The good news is while the Margaret River Region has experienced a lot of land clearing, the Cape to Cape and Leeuwin Naturaliste National Park is a Noah’s Ark for a lot of those species. It’s protected, and we have a big percentage of the biodiversity in the region including plants that Perth and Albany have – and many of the ecosystems of the broader southwest corner.”

What can we – the public – do?

“If you’re visiting, enjoy the wildflowers and orchids but stick to designated tracks. A lot of the damage happens when people go off track and start stomping around, because until they flower, orchids are very hard to see.

Whether you live here or not, everyone can grow native plants in their garden. Around 70% of the land in the Margaret River Region is privately owned – so it makes a big difference whether you plant natives, or exotic species that become weeds.

Whether you grow an edible or exotic garden, you can still have that blending and interplanting with native species. Not only will it look beautiful, but you’ll attract a whole suite of native pollinators and animals like bird life, lizards, quendas – beautiful to look at, but they perform a whole lot of valuable services like pest control. The blue wrens love having a feed on bugs in my veggie garden, picking caterpillars off the broccoli!

There’s a bunch of native nurseries producing tubestock of endemic local species. Tubestock are very cheap to buy, just a few dollars each, and they perform better in the long run, quickly outgrowing the pricier advanced plants.”

Hank Durlik, Margaret River Exposed

Hank, how did you catch the orchid hunting bug?

“I grew up here in the 60s, in the forestry settlement just outside town. My father was a forester, which is now a park ranger, and our backyard was the forest, river, creeks, flowers and orchids. It’s how I got my affinity for wildflowers.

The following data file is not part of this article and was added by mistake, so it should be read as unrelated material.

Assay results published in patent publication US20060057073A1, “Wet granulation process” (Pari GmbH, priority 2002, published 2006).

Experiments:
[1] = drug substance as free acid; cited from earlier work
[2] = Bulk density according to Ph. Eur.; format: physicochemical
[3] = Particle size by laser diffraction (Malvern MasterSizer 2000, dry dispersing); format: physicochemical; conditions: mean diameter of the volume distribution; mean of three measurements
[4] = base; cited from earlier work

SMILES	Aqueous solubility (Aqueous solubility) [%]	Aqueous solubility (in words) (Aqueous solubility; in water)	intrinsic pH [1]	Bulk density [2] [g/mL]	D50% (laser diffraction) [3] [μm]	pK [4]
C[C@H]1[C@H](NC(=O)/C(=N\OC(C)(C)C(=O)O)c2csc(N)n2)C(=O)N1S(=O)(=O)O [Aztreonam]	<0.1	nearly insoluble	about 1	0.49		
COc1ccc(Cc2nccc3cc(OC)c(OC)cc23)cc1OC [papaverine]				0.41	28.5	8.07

Margaret River was a one-street town full of houses, a pub and a service station back then. We didn’t have a TV, and we had to create our own entertainment.

Being surrounded by bush I did a lot of walking and in spring would find so many orchids. In those days – shock horror – you’d pick them! I’d come home with a bug bunch of orchids, put them in a vase and that sparked conversation for the evening – everyone marvelled at the beauty.”

Hank “Orchid Hunter” Durlik, Margaret River Exposed. Photo: Tim Campbell

How do interstate and international visitors react to the wildflowers?

“Visitors love the wildflowers in this region, they’re just gobsmacked with the environment here. In recent weeks I’ve had people from Sydney, Melbourne and New Zealand join me on tour. They all say the same thing – they haven’t seen anything like it elsewhere.

It’s the terrain and vegetation that blows them away. They go to Perth, see the carpets of wildflowers in the mid-west, then come to the Margaret River Region thinking it will be the same.

Whether you visit the coast, forest or bushland, it’s got this messy beauty about it. The whole bush is tangled, un-manicured – it’s wonderfully chaotic with bright splashes of wildflower colour. And there’s something flowering all year round.

The book leaf has amazing greens and a seed pod that opens up, the tassel flower is vivid green with such pleasing shape. The snotty gobble tree – such a beautiful messy tree with black bark. I point out unusual plants, which guests love.”

The tangled Margaret River Region bush is wonderfully chaotic with bright splashes of colour. Photo: Tim Campbell

Picking is of course a no-no; how can we enjoy wildflowers?

“We have pristine coast and bush – please treat it with respect. Take rubbish home, and don’t take dogs into National Parks.

Hop on a tour if you’re new to orchid spotting; I teach people how to find them, and we’re always late for lunch as we have such a brilliant time.

A spider orchid will have hairs on its leaf and stem, and it’s a different colour green from the understory. When guests spy it, they get so excited and it becomes like hide and seek.

I get emails from past guests; “Look what I just found!” You can tell they’re hooked!

There’s been a trend with younger people appreciating wildflowers. You can come to Margaret River and completely miss the orchids, the flowers, and just do the breweries. I do the opposite!”